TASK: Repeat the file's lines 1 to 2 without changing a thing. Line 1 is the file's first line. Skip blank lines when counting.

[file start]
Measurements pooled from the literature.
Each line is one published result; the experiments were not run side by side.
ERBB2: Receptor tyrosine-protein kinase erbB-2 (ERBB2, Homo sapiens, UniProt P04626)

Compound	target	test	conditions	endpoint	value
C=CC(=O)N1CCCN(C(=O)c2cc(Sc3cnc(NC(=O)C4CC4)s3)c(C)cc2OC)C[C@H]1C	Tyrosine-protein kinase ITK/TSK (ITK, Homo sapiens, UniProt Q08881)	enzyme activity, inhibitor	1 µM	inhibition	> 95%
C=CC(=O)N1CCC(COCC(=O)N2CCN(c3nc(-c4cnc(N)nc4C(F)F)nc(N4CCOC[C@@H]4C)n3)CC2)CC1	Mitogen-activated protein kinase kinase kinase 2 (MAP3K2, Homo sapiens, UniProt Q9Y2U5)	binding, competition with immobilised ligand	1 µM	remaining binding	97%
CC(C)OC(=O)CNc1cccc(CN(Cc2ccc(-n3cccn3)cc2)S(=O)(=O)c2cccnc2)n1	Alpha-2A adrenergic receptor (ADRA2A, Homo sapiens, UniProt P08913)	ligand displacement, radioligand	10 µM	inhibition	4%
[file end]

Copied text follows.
Measurements pooled from the literature.
Each line is one published result; the experiments were not run side by side.